Monday, March 28, 2011

Blurging: Battlestar Galactica (the original)

I've decided out of sheer whimsy to start re-watching the old Battlestar Galactica series. Many of you would say "Why?!? It's terrible! Don't destroy what time you have left on this planet watching that garbage." Yes, but those people don't understand the siren song of late 70's early 80's genre television! Battlestar obviously owes it's initial popularity to it's proximity to Star Wars. In 1977 Star Wars was a game changer across all media platforms and that includes television. Suddenly everyone was looking for a successful copy to help rake in the moolah. Enter Glen Larson.

Larson had another series in mind when creating Battlestar, but Star Wars provided the vehicle to hitch his concept to. Debuting on September 17th, 1978 Battlestar Galactica premiered to a nation wide audience caught up in the grips of Israeli-Palestinian conflict. In many ways, Galatica is viewed as an interstellar mash-up of Exodus and Noah's Ark from the Bible. While Galactica lasted all of one year on TV in it's original form, it's impact on the cultural landscape and underlying core concept were strong enough to support a brand new series that scored immense critical acclaim and popularity on the SciFi channel 25 years later.

Enough of the Wikipedia trolling! Get onto the review!

Episode One: Saga of a Star World, part one:


Lorne Greene, Richard Hatch, Dirk Benedict and so on...

For 1978 genre television, this is a hell of an opener. It is so much better than I remember it being. All the pieces get put into place pretty tidily and the obvious blueprint is established for many of the 2003 version's sub-stories. Your special guest star is Ray Milland! Also showing up are Ed Begley Jr (St. Elsewhere), Jane Seymour (Doctor Quinn, Medicine Woman), and as the ill-fated Zack Adama... Rick Springfield! Yes, years before Jessie's Girl and General Hospital Rick got strut around flashing a killer smile, awesome feathered hair, and wear that awesome Egyptian Pharoah inspired flight helmet the series was famous for. Way to go Rick!

The plot: The full Armada of the 12 human colonies is on it's way with the full council of 12 and the President to sign a peace accord with the dastardly Cylons who consider humanity an abomination to be wiped from the universe. The President is hopeful that a new day is dawning as the Cylons have proffered peace. However Pa Cartwright isn't buying it. He knows deep down the Cylons want to run him and the rest of the Cartwright family off their lan... Sorry, not Bonanza, I know. Well, sure enough Commander Adama is right. While out on a scouting mission, the boys Adama; Apollo and Zack (Seriously? Your first child is Apollo and the second is Zack? Talk about an inferiority complex.) discover thousands of Cylon Raiders parked in a gas cloud with a tanker waiting to ambush the entire fleet. While Apollo makes it back in one piece, Zack couldn't quite make it back in his damaged Viper before succumbing to the Cylon's superior numbers. Cheer up gang, did I mention he went on to write Jessie's Girl? Meanwhile, the Galactica crew figures out the ruse and hightails it back to Caprica where a Cylon basestar is hovering in orbit raining down hot Cylon death.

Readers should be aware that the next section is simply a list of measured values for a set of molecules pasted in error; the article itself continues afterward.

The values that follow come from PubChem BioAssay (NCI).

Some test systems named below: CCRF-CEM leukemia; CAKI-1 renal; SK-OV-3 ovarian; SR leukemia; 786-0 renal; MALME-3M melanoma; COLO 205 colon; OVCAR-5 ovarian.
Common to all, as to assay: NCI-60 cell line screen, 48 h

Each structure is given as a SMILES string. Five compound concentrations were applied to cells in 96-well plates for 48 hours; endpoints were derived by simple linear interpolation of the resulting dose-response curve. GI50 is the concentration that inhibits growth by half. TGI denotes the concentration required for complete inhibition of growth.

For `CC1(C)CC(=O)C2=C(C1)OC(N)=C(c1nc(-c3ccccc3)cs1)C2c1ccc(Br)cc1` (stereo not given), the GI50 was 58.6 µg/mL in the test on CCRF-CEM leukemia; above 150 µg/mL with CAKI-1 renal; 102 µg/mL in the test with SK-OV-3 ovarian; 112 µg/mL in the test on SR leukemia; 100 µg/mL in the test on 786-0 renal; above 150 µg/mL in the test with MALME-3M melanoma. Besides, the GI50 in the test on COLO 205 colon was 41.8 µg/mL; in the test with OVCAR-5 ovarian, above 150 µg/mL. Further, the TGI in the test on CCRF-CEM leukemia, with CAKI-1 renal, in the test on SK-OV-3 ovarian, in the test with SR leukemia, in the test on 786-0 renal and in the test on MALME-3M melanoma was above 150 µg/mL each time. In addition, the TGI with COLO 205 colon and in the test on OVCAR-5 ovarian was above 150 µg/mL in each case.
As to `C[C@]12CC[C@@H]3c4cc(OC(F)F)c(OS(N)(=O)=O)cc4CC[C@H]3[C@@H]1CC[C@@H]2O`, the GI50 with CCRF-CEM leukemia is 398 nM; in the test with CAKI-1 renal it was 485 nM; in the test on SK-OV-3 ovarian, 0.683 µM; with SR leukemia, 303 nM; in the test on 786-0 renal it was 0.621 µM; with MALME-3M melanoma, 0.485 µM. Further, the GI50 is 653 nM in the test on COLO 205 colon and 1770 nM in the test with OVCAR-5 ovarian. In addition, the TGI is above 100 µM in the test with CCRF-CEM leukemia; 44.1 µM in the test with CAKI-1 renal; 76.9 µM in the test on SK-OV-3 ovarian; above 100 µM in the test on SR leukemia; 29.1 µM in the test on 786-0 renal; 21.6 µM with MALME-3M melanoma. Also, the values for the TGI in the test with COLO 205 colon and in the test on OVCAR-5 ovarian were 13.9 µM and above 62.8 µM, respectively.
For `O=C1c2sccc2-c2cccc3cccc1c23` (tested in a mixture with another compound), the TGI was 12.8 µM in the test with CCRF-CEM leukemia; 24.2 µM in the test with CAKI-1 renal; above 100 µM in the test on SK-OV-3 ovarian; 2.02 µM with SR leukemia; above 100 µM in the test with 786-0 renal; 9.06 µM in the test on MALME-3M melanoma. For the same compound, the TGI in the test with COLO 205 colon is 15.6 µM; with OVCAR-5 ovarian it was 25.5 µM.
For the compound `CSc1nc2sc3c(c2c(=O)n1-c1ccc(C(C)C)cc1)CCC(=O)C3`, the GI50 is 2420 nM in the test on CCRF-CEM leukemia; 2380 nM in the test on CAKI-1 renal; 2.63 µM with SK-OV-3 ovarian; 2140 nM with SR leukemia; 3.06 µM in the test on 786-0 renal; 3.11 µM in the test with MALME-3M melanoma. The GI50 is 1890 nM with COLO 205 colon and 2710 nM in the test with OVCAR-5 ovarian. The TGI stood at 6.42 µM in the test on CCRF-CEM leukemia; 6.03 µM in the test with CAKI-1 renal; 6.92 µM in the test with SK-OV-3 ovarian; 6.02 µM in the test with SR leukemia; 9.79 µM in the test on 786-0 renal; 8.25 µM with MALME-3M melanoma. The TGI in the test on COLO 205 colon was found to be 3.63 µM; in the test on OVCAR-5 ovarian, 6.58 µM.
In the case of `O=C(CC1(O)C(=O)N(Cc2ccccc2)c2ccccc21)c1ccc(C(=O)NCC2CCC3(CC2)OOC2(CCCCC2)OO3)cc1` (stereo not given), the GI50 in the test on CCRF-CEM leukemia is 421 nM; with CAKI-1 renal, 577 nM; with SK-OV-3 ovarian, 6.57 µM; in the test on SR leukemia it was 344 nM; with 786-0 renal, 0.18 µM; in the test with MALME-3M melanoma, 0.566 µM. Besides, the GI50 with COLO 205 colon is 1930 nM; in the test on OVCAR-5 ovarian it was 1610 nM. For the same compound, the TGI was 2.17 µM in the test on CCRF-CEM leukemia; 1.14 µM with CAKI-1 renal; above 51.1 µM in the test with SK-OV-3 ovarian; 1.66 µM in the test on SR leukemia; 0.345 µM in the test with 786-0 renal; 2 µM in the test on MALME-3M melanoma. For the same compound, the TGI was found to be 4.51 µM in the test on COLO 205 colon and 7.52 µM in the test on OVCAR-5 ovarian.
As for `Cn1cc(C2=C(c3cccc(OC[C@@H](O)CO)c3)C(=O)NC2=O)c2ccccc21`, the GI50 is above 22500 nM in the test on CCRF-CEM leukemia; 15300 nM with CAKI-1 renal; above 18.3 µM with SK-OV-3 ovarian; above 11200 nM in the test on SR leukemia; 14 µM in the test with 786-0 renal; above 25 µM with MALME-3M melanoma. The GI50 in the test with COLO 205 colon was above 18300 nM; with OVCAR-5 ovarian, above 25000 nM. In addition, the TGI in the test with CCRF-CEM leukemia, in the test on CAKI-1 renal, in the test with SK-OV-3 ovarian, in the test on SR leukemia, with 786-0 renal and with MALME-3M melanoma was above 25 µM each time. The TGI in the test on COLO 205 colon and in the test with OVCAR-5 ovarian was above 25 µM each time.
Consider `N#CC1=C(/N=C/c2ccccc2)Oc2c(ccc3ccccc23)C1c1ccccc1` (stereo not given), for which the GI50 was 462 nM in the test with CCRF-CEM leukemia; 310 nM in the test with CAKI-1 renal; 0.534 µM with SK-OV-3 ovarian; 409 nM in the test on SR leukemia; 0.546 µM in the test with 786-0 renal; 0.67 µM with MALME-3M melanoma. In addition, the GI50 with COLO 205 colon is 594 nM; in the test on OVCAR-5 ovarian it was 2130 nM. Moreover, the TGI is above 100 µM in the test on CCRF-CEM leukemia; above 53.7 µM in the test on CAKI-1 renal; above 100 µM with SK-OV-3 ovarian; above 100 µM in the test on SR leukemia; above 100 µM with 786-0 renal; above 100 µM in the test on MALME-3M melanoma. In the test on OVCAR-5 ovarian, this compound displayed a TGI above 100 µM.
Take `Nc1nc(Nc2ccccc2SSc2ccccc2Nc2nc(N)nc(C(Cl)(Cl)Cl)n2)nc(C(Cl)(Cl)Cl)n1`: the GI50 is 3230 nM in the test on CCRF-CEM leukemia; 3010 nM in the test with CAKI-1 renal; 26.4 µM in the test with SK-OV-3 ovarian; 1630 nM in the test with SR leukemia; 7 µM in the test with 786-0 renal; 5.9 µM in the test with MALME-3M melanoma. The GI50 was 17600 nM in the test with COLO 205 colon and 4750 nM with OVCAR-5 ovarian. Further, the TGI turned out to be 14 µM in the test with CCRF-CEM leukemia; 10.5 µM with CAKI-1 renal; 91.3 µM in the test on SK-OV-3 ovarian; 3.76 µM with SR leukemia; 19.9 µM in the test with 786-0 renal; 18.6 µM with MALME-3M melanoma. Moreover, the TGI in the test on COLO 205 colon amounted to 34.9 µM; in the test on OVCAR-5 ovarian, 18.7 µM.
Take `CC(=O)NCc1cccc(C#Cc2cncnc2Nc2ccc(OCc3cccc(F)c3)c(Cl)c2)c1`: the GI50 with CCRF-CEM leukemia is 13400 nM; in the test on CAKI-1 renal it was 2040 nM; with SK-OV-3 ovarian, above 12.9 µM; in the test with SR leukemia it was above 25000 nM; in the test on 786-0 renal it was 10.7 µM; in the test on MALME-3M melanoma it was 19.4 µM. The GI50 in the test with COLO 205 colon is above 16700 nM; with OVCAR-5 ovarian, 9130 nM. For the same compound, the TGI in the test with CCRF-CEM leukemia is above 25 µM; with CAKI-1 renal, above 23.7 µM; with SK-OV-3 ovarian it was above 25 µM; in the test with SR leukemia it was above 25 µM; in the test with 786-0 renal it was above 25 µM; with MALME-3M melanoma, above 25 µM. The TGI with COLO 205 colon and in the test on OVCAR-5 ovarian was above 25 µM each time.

Yep, they pulled the entire fleet into an ambush while all of the colony planets were sitting ducks with no defenses. For that matter, why did the colonies need to send every Battlestar to the signing of a peace accord? Better not to ask. Seriously though, the storyline is pretty well laid out with an aging President looking for validation of all his work at the same time being led down the primrose path by the traitorous Baltar who was in league with the Cylons the whole time. Jump to Starbuck. The series real standout character and the one fans got their knickers in a twist about having his gender flipped for the 2003 update. It's all there right away, the trademark cigar, wisecracks, the gambling obsession. All the trademarks that made Dirk Benedict a household name.